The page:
Microsoft says it has produced a zero-carbon emissions replacement for the diesel-powered generators used for backups in data centers, in the event of power outages and other service disruptions.
In a blog post (opens in new tab) announcing the news, Sean James, Microsoft’s director of data center research, called the breakthrough a “moon landing” moment for the data center industry
Data center sustainability is a huge deal whatever way you look at it; the cornerstones of modern cloud hosting currently use nearly 1% of global electricity demand contributing 0.3% of all global CO2 emissions, according to research from the International Energy Agency. (opens in new tab)
How does it work?
Microsoft’s backup generator was powered by two fuel cells residing inside two 40-feet-long shipping containers.
The set-up can reportedly generate up to 3 megawatts of power, which is enough to replace one diesel generator or up to 1,800 homes.
Microsoft has been experimenting with fuel cell technology since 2013, and has pledged to be carbon negative by 2030. (opens in new tab)
It’s not just hydrogen that offers the chance to make the future of data centers more sustainable, however.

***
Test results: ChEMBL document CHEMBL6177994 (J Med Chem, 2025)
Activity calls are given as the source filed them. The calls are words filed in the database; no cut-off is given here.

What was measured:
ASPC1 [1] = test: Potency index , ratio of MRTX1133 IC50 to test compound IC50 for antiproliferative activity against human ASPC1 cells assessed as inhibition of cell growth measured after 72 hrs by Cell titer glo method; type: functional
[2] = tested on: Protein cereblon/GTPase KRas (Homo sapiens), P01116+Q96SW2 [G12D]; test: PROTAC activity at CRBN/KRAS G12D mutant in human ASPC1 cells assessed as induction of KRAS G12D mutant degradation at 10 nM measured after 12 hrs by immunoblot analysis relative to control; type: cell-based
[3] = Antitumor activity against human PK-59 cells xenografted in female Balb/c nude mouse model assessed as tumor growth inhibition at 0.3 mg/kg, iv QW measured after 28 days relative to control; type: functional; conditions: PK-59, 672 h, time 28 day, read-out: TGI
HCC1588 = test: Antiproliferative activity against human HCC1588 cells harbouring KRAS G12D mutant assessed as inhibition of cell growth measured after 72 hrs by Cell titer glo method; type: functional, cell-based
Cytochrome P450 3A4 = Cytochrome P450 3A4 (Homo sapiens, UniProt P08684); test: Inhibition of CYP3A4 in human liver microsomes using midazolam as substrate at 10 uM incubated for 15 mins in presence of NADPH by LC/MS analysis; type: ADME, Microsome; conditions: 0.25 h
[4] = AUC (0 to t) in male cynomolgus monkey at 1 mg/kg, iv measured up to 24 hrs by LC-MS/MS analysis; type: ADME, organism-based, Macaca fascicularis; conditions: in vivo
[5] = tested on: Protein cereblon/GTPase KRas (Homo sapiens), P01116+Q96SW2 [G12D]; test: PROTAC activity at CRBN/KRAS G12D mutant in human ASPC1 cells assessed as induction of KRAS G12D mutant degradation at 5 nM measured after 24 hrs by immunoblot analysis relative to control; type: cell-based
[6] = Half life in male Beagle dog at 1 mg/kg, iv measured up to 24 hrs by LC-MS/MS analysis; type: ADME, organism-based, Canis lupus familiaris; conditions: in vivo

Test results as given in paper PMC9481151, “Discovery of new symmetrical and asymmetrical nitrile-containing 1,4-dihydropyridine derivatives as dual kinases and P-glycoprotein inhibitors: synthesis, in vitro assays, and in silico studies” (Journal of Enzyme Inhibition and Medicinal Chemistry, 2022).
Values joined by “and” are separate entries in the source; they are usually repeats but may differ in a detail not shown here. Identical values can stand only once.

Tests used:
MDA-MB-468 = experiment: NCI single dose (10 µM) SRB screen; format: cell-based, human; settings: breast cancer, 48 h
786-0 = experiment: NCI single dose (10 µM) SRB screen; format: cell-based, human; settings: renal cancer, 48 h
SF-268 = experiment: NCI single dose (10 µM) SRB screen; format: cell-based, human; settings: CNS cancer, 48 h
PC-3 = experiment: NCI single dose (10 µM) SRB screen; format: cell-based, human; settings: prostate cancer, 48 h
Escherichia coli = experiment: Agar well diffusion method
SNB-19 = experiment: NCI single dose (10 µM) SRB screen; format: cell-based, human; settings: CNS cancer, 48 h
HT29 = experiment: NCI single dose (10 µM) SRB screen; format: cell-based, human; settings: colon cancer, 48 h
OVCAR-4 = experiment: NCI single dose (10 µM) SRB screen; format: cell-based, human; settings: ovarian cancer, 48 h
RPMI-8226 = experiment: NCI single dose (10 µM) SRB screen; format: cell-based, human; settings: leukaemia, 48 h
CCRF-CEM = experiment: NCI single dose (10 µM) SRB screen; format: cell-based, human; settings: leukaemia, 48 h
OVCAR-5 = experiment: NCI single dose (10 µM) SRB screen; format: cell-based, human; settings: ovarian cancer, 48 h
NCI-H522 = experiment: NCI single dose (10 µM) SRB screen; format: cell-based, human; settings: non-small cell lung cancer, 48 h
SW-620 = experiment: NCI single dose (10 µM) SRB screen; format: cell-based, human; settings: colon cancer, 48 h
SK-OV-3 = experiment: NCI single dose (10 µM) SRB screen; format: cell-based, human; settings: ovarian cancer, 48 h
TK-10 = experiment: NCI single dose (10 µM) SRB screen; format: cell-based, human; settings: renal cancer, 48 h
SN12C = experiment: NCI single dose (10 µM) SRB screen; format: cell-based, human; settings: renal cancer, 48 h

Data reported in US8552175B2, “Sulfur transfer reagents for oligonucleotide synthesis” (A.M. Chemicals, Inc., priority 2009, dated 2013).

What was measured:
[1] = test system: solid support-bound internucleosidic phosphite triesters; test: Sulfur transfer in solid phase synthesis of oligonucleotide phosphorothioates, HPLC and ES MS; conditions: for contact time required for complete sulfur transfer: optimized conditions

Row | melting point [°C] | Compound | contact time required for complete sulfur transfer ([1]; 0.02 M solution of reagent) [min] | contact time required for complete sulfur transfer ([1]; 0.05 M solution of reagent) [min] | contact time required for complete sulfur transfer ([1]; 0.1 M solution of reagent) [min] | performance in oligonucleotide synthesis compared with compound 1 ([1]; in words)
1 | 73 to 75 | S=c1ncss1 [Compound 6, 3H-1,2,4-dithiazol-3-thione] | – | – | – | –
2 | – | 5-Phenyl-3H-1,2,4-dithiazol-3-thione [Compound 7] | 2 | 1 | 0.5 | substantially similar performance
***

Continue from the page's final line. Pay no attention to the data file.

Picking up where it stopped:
Fujitsu is working with Icelandic start-up Atmonia to produce sustainable Amonnia, which could be burned to effectively power data centers if the heavily emitting Haber-Bosch process could be replaced.
Hydrogen power also has many high-profile detractors, despite Microsoft’s show of faith, with Elon Musk describing the technology as “the dumbest thing I could possibly imagine for energy storage” at a recent event.
“I’m excited about the idea of working on something that can make a difference in the world, and hydrogen has a ton of potential to be a huge game changer,” said Sean James, Microsoft’s director of datacenter research. “When a lot of people think of renewable energy, they think of wind turbines and solar panels, and they don’t necessarily think of hydrogen.”
“I know I didn’t. I think that will definitely change.”